A conservation easement is an agreement between landowners and a municipality or land trust which is designed to protect land from development while allowing people to continue to hold it in private ownership. Like other easements, conservation easements are perpetual, except in extenuating circumstances; for example, a conservation easement can be overridden by eminent domain. The conservation easement is a powerful tool for preserving farmland, animal habitats, timber, and historic sites, ensuring that these resources will be around for future generations to enjoy.
The only person who can initiate a conservation easement is a landowner. Landowners can approach either municipalities or land trusts with an easement offer, and the organizations they approach can decide whether or not to accept the easement. If the easement is accepted, it will be written up and recorded along with the rest of the property deed, ensuring that the easement accompanies the property through any potential sales. In some cases, land trusts also may approach landowners to ask for a conservation easement.
A typical conservation easement prohibits subdivision and the construction of additional structures. Many agricultural easements are designed to allow the land to be used for agricultural use, serving as an incentive for farmers to donate conservation easements, because they can continue to use the land in the way they always have. Conservation easements also do not come with the right to public access; the land is privately held, and the landowners can decide whether or not to let people visit the site.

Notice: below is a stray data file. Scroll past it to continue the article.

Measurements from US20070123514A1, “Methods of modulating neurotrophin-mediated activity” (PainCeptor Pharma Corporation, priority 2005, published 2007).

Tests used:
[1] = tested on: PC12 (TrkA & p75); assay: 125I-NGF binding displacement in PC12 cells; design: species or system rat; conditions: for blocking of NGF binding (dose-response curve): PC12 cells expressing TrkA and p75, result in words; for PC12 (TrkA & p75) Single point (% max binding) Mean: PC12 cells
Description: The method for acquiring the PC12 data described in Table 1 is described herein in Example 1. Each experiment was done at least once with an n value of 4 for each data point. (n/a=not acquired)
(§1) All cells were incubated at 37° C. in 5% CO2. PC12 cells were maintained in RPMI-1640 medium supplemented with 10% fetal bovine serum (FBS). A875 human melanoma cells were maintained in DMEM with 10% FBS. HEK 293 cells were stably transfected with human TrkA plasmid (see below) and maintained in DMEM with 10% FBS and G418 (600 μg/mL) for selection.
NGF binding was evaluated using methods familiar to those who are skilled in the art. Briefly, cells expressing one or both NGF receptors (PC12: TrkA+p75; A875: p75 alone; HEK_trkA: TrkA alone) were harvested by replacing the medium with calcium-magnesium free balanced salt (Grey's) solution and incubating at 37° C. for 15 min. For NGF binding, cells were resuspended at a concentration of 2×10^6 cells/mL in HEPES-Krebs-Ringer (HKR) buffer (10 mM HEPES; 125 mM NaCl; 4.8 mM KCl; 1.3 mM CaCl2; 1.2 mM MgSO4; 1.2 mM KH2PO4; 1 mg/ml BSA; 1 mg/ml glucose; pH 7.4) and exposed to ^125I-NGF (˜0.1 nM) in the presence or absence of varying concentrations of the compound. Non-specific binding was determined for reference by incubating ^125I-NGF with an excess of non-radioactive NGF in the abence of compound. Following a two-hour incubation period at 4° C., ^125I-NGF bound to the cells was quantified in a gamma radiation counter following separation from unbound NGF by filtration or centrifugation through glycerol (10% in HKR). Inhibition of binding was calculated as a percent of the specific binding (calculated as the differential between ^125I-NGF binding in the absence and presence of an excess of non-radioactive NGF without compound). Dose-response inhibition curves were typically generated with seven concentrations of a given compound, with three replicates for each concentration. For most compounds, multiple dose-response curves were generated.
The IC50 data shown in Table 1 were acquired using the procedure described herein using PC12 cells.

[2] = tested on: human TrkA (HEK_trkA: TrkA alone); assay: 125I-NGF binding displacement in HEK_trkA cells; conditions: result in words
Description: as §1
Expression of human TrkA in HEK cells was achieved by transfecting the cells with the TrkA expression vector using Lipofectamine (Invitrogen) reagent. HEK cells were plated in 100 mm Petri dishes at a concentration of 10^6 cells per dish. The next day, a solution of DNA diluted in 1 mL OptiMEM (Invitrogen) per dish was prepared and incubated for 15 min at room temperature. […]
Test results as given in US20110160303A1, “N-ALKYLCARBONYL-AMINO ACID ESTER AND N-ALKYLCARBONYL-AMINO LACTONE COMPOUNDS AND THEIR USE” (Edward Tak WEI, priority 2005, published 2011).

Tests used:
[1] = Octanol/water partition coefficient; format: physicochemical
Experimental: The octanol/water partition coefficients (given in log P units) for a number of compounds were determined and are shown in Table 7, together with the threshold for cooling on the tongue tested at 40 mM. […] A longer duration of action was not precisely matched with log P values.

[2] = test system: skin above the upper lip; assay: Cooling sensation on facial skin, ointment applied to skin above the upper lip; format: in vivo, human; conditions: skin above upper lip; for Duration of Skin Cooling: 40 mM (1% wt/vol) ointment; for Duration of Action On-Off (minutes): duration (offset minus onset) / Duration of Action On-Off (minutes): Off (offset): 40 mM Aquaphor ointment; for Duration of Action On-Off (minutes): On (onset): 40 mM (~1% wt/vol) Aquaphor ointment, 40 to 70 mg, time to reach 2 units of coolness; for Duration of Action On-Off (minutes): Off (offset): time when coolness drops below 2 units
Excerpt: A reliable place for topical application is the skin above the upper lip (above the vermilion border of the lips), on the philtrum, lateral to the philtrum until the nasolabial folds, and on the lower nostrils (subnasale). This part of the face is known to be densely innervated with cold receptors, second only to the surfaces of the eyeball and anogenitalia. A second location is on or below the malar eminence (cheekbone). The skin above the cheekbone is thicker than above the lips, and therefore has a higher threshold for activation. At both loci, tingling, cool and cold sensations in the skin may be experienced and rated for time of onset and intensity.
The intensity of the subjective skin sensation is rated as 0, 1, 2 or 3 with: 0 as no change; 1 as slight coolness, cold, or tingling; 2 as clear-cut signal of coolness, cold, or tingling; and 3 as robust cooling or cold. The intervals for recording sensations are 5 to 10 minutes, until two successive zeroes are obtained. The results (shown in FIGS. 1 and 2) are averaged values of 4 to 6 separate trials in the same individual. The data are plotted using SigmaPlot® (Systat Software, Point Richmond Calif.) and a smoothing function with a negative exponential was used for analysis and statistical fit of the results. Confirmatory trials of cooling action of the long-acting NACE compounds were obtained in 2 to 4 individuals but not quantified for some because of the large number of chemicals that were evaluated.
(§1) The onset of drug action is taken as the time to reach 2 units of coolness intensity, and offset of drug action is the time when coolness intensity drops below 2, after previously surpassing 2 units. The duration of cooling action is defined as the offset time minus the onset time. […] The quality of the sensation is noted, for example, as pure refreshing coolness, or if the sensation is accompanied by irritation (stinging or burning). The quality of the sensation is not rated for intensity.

The obvious advantage to a conservation easement is that it protects land, especially in areas where development is rampant and people are concerned about sprawl. Some farmers like the concept because conservation easements allow them to express their wishes for the use of their land in a way which cannot be ignored, and many communities appreciate the generosity of people who donate conservation easements, because it ensures that they can continue to live in lightly developed areas which retain their rural characteristics and feel.
Another advantage to conservation easements is that they come with a tax break. Typically, people can claim a conservation easement as a tax deduction, because it presumably lowers the value of the land. In this case, an appraiser decides how much the property would be worth without an easement, and then how much it is worth with the easement, with the landowner deducting the difference. It is important to donate to an approved land trust or conservancy to get a tax deduction, and to appraise the land fairly. Failure to do so can result in a charge of tax fraud.